The “Buzz” on Honey Production – Obtain a yield

The “Buzz” on Honey Production – Obtain a yield

Today I had the pleasure of visiting our neighbour’s property in Pacific Palms, to get the low down on keeping bees. I now have a new found respect for the teaspoon of honey that dribbles into my chai each morning, it really is liquid gold! I never realised just how much energy the bees use just to make each drop of honey. So the bees go out and collect pollen & nectar from flowers and store this which then apparently gets regurgitated and waalah honey! Well maybe the process is not quite as simple as that but pretty close!

Did you know that bees only live for 6 weeks each, and every day each bee has it’s own job. Bee’s make honey to feed themselves and I kind of felt bad steeling the honey from the bees after all their hard work but I guess we’re all just part of the nutrient cycle and in Permaculture one of the principles in Obtain a Yield which is exactly what we were doing!

We used a smoking machine which is an old fasioned looking contraption which Richard simply lit a piece of newspaper and then some bark off a close by Eucalyptus to create the smoke, apparently this relaxes the bees. The first hive he took the honey from the bees appeared to be calm but the second one they weren’t so calm, actually they all seemed to be a little put out that we were stealing their honey and really who can blame them!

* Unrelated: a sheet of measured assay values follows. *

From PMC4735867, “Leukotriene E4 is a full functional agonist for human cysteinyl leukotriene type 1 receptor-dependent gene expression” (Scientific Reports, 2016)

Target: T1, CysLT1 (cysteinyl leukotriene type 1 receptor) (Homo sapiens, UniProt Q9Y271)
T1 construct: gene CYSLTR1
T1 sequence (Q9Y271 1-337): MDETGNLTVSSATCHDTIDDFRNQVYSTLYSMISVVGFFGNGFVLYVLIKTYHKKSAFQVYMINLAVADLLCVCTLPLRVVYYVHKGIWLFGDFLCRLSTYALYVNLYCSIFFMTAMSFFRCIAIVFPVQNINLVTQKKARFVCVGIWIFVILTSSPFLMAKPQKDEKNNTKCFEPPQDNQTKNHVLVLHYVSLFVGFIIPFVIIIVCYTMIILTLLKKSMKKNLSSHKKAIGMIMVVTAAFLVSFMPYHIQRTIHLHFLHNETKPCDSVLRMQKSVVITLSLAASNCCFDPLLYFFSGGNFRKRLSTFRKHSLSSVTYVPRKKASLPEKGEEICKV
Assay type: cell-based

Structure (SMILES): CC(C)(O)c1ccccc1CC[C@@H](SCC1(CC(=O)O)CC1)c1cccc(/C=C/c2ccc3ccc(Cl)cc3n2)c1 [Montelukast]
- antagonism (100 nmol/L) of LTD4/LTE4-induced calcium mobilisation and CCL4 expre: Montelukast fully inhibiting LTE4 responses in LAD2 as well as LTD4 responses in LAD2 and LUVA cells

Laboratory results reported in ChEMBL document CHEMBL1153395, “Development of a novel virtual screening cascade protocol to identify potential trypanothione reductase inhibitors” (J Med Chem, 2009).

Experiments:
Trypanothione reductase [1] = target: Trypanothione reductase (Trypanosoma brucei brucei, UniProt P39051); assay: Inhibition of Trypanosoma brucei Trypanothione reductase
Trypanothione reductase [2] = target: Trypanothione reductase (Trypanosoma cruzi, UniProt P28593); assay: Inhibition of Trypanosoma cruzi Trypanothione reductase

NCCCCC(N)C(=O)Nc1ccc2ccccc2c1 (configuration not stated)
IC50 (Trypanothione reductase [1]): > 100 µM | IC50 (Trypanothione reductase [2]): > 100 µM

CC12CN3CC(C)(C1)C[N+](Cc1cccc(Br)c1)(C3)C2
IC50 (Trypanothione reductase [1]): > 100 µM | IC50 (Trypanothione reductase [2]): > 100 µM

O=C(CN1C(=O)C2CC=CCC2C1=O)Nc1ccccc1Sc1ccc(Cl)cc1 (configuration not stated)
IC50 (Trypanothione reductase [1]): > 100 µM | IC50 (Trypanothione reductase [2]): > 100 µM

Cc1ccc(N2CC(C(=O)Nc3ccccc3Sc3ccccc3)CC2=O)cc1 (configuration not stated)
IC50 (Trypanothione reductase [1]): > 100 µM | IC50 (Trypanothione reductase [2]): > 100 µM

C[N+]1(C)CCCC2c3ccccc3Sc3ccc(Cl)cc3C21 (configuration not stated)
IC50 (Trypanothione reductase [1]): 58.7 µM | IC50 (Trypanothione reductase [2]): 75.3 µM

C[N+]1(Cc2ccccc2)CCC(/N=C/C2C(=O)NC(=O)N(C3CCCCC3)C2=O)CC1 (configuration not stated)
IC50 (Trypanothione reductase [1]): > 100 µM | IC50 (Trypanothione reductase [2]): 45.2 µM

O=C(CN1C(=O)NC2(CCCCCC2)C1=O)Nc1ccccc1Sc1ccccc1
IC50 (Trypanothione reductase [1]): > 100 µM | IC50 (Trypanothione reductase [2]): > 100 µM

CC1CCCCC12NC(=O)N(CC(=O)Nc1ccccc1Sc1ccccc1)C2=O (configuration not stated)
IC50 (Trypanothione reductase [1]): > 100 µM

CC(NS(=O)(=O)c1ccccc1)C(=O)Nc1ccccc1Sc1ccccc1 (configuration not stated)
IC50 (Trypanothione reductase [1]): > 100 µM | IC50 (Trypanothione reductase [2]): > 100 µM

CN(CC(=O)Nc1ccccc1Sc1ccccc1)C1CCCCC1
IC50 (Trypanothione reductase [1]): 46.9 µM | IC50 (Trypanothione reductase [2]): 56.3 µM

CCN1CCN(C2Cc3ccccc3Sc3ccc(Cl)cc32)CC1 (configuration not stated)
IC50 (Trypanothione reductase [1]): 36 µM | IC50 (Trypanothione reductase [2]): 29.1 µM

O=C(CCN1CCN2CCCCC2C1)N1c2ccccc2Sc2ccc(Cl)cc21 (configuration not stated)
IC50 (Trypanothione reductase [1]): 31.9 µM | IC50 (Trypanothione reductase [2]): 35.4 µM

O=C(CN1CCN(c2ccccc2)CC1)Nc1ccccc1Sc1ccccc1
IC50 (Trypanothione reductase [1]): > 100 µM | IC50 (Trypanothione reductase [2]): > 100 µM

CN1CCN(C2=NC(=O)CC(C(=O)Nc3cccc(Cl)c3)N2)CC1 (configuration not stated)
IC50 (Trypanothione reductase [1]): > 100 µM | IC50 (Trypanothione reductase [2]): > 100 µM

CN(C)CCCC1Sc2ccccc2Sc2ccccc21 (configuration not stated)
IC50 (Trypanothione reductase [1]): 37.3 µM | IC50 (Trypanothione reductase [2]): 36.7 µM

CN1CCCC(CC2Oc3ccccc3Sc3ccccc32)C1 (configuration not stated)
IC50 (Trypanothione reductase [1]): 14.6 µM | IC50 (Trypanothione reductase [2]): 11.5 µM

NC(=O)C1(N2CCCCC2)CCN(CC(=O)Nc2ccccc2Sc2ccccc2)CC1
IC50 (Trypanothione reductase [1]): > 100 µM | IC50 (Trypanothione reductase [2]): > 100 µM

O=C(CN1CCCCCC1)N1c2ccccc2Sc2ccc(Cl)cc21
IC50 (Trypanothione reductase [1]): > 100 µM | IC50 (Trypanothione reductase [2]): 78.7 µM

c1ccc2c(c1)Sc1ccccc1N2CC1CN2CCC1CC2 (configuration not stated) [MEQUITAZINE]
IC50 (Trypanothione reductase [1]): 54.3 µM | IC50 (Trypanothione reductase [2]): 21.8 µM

Some of the challenges bees face in modern society are harmful chemicals which are used to kills other insects but also kill bees. Bees have a major role in our backyard vegetable gardens, they of course help pollinate our crops and without them we wouldn’t be able to enjoy the variety of fruit and vegetables we most probably all take for granted.

Planting flowering trees and annuals around your vegie patch is a great idea to encourage bees.

Trees to attract bees: Banksia, callistemon, eucalyptus, gordonia axillaris (commonly know as the fried egg plant as the flowers resemble a fried eggs), grevilleas, leptospermum & melaleuca.

Flowers to attract bees: Alyssum, cornflower, cosmos, echinacea, echium, forget-me-not, foxglove, geranium, marigold, roses, sunflowers, zinnia

Banana cupcakes using Charlotte Bay honey

So next time you reach for the jar of honey, just think of the bees that put so much work into creating each drop of the liquid gold!

2018-07-09T00:06:12+00:00